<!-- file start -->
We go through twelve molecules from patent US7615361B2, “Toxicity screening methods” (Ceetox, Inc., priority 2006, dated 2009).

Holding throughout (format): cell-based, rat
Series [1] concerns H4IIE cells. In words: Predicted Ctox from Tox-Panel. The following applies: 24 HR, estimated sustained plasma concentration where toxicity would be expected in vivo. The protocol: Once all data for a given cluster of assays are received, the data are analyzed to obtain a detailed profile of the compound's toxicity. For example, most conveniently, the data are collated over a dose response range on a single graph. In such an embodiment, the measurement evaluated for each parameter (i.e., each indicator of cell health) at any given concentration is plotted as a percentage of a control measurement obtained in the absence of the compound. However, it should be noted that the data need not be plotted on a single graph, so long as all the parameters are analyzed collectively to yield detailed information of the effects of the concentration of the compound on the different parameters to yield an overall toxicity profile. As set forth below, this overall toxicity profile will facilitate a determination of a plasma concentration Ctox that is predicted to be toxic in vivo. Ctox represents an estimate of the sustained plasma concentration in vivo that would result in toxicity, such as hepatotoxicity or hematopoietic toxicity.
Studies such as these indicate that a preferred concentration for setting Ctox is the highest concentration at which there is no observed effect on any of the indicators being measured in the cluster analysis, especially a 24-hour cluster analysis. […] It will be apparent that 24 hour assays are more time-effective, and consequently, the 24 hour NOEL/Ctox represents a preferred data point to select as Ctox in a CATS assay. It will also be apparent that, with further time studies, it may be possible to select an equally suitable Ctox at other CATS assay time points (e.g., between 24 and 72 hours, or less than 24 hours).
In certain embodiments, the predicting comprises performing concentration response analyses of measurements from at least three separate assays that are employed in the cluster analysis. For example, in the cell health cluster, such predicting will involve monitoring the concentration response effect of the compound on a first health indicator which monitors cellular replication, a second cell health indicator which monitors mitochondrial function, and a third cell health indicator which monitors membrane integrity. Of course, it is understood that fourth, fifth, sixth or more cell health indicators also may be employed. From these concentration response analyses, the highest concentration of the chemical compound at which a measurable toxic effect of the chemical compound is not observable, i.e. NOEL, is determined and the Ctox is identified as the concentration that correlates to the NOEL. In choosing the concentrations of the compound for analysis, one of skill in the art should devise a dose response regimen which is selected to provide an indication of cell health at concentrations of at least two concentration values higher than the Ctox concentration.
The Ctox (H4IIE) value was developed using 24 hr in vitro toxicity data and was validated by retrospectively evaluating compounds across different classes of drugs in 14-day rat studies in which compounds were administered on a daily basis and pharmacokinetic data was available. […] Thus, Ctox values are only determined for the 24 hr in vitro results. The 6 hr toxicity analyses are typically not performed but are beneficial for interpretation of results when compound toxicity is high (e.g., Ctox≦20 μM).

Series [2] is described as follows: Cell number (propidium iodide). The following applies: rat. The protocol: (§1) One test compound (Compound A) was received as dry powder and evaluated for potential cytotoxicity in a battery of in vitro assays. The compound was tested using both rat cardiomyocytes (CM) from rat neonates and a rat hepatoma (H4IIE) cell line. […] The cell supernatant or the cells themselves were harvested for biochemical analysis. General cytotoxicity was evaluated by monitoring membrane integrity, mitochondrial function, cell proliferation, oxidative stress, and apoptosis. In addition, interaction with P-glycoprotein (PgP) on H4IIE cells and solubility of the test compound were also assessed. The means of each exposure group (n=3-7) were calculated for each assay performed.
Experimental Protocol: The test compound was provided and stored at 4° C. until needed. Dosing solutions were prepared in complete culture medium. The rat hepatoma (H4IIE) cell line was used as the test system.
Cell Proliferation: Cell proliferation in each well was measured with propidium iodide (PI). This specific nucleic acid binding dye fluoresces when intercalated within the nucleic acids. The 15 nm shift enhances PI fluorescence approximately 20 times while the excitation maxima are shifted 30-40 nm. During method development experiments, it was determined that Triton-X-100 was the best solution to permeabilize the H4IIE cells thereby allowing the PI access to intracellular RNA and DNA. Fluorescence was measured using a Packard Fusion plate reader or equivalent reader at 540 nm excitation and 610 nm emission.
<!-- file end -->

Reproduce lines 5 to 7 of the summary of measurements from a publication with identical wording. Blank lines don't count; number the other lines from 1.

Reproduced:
In certain embodiments, the predicting comprises performing concentration response analyses of measurements from at least three separate assays that are employed in the cluster analysis. For example, in the cell health cluster, such predicting will involve monitoring the concentration response effect of the compound on a first health indicator which monitors cellular replication, a second cell health indicator which monitors mitochondrial function, and a third cell health indicator which monitors membrane integrity. Of course, it is understood that fourth, fifth, sixth or more cell health indicators also may be employed. From these concentration response analyses, the highest concentration of the chemical compound at which a measurable toxic effect of the chemical compound is not observable, i.e. NOEL, is determined and the Ctox is identified as the concentration that correlates to the NOEL. In choosing the concentrations of the compound for analysis, one of skill in the art should devise a dose response regimen which is selected to provide an indication of cell health at concentrations of at least two concentration values higher than the Ctox concentration.
The Ctox (H4IIE) value was developed using 24 hr in vitro toxicity data and was validated by retrospectively evaluating compounds across different classes of drugs in 14-day rat studies in which compounds were administered on a daily basis and pharmacokinetic data was available. […] Thus, Ctox values are only determined for the 24 hr in vitro results. The 6 hr toxicity analyses are typically not performed but are beneficial for interpretation of results when compound toxicity is high (e.g., Ctox≦20 μM).

Series [2] is described as follows: Cell number (propidium iodide). The following applies: rat. The protocol: (§1) One test compound (Compound A) was received as dry powder and evaluated for potential cytotoxicity in a battery of in vitro assays. The compound was tested using both rat cardiomyocytes (CM) from rat neonates and a rat hepatoma (H4IIE) cell line. […] The cell supernatant or the cells themselves were harvested for biochemical analysis. General cytotoxicity was evaluated by monitoring membrane integrity, mitochondrial function, cell proliferation, oxidative stress, and apoptosis. In addition, interaction with P-glycoprotein (PgP) on H4IIE cells and solubility of the test compound were also assessed. The means of each exposure group (n=3-7) were calculated for each assay performed.